There are many questions on using a Chromecast or AirPlay devices (like the new Sonos devices with Airplay2) on a different VLAN. First of all, I think it is a good habbit to put all your IoT devices in a separate VLAN since it’s easier to manage, protect/secure and isolate.;
- IoT devices often use a lot of broadcasts/multicast you don’t want on your workstation LAN.
- IoT devices might not get frequent updates and sit several years with old firmwaress, this implicated a possible security risk.
- You probably want to limit IPv6 to your IoT vlan, having all your devices automatically getting an IPv6 address and being accessible from the internet is not a good idea, especially not with those old kernels ;)
- You don’t want to give anyone who comes in your house or even your kids, access to your Roomba, Philips HUE, Sonos, Chromecasts, lawn robot, etc.
First, let’s set up a default VLAN seperation:
- VLAN1 – Normal/Default VLAN with Workstation(s) and iPhone/iPad
- VLAN4 – IoT
- VLAN11 – Guests (for WiFi Guests)
When having multiple VLANs, we do however want to access the Chromecast and AirPlay from our VLAN1. There are 2 issues we are dealing with:
Both techniques do not travel across VLANs. There were some people setting up a mDNS reflector like AVAHI and connecting their VLANs (even on Hyper-V), but since the new Cisco IOS 15.2, that’s not needed anymore!
Cisco > IOS 15.2 now offers an mDNS gateway, that in combination with their pim sparse-dense technique, makes it very easy to finally use a Chromecast on a different VLAN.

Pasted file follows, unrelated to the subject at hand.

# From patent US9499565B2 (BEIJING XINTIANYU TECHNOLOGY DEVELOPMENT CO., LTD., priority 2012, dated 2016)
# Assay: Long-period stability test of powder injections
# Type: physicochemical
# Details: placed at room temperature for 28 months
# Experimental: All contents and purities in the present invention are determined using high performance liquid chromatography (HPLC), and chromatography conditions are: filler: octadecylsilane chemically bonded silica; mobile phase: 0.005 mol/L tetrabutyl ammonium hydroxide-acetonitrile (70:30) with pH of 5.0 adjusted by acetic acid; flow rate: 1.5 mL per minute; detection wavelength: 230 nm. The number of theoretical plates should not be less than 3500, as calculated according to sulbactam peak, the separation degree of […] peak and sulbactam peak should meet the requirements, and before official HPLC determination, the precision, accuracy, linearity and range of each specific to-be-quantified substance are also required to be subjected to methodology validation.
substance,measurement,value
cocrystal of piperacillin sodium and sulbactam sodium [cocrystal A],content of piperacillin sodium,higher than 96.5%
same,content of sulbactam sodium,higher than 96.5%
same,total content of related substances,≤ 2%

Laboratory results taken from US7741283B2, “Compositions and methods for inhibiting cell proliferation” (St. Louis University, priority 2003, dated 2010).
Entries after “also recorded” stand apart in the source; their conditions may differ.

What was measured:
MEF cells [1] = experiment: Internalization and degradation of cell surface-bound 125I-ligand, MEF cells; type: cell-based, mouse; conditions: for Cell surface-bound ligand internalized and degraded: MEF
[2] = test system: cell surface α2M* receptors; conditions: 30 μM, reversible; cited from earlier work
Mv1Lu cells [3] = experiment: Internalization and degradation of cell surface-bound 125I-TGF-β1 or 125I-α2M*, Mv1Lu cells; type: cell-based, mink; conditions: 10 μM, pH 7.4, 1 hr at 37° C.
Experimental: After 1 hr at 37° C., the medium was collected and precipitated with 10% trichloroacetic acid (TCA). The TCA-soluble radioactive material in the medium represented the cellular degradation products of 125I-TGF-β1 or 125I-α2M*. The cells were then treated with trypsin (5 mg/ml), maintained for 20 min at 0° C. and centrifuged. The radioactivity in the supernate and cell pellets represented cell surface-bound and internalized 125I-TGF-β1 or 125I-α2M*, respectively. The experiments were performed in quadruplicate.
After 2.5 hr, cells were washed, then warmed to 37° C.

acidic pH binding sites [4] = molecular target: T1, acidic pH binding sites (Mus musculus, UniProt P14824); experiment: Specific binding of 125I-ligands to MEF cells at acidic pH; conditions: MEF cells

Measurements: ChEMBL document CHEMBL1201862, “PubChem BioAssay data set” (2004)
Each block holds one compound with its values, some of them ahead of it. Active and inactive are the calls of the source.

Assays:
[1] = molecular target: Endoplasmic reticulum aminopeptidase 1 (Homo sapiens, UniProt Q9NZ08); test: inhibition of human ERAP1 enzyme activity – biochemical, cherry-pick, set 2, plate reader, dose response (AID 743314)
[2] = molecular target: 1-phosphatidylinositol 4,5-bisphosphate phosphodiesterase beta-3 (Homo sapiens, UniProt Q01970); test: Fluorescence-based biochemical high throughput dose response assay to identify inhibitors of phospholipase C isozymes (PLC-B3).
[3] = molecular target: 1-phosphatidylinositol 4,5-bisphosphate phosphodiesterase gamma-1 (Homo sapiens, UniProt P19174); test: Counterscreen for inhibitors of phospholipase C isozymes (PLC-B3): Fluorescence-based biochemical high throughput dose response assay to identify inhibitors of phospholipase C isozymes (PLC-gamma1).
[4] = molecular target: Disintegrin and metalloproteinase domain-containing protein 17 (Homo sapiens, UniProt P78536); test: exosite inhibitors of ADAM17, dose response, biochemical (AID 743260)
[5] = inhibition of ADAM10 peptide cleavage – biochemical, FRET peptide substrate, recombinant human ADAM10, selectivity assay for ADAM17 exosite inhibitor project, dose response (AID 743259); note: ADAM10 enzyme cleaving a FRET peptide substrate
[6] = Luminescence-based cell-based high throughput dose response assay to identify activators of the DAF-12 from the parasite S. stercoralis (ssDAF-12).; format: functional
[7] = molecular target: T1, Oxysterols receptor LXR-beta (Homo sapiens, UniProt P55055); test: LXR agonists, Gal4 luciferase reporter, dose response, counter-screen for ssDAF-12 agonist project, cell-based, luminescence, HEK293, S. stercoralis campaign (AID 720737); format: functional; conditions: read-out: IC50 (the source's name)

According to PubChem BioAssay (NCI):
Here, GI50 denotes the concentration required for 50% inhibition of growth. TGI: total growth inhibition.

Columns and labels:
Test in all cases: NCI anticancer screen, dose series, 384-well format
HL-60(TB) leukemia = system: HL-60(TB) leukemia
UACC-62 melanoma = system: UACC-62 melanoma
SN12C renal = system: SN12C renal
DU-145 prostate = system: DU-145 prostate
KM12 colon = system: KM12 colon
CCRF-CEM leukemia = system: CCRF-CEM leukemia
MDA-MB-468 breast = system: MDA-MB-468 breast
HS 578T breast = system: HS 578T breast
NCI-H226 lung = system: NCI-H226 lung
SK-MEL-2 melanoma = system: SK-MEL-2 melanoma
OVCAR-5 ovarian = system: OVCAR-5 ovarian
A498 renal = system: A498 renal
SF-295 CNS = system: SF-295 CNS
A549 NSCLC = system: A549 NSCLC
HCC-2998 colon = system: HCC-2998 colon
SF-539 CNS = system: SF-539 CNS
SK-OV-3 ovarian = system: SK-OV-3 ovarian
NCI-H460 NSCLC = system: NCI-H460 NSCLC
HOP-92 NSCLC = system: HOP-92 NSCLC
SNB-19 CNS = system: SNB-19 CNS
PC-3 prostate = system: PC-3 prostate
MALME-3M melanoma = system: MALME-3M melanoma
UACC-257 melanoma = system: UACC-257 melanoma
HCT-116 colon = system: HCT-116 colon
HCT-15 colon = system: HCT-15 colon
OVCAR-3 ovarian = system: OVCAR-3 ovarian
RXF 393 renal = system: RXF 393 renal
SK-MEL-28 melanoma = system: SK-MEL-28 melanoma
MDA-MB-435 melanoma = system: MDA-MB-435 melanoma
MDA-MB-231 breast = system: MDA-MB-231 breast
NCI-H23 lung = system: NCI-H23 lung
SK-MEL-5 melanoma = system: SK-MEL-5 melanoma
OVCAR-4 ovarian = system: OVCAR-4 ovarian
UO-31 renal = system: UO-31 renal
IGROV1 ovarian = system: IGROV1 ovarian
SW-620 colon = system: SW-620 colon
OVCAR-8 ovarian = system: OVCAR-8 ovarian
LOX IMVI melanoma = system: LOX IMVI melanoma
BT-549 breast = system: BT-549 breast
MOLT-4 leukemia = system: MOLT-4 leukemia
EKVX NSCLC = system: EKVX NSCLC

Switch# ..... service-list mdns-sd REDISTRIBUTE-IOT-MDNS permit 10 match message-type query ! service-list mdns-sd REDISTRIBUTE-IOT-MDNS permit 20 match message-type announcement match service-type _googlecast._tcp.local ! service-list mdns-sd REDISTRIBUTE-IOT-MDNS deny 30 ! ! service-list mdns-sd QUERY-IOT-MDNS permit 10 match message-type query ! service-list mdns-sd QUERY-IOT-MDNS deny 20 ! ! service-list mdns-sd PERMIT-ALL permit 10 ! ! interface Vlan1 ip address 192.168.0.1 255.255.255.0 description Default VLAN for Workstations and your iPhone/iPad service-routing mdns-sd service-policy QUERY-IOT-MDNS IN service-policy PERMIT-ALL OUT ip pim sparse-dense-mode ! interface Vlan4 ip address 192.168.4.1 255.255.255.0 description IoT VLAN with Chromecasts and Sonos Airplay2 devices service-routing mdns-sd service-policy REDISTRIBUTE-IOT-MDNS IN service-policy PERMIT-ALL OUT ip pim sparse-dense-mode ! interface Vlan11 ip address 172.16.0.1 255.255.255.0 description Guest VLAN for Wireless guests !
How does it work?
As you can see we made 3 service-lists and bind them to the two interfaces. In that way, we allow or deny specific mDNS traffuc between these interfaces:
- On the default/workstation VLAN, when you search for a Chromecast, it will actually do an mDNS query, this query is seen by the Cisco switch and put in a special database: ‘Cisco internal service gateway’. In the above configuration, we only allow mDNS queries into this database: QUERY-IOT-MDNS IN
- On the IoT VLAN, we have to output/send this query (which was send from your workstation or iPhone), so from this ‘Cisco internal service gateway’ it needs to send out: PERMIT-ALL OUT
- The answer/announcement is saved in the service gateway Cache / database (more about this later).
- Once the Chromecast receive this mDNS query, it will answer using an mDNS answer/announcement. So on the IoT VLAN, we need to accept specific announcements to the service gateway: REDISTRIBUTE-IOT-MDNS IN
- On the default/workstation VLAN we need to output this answer: PERMIT-ALL OUT
To add support for Sonos/Airplay2, extend the above example: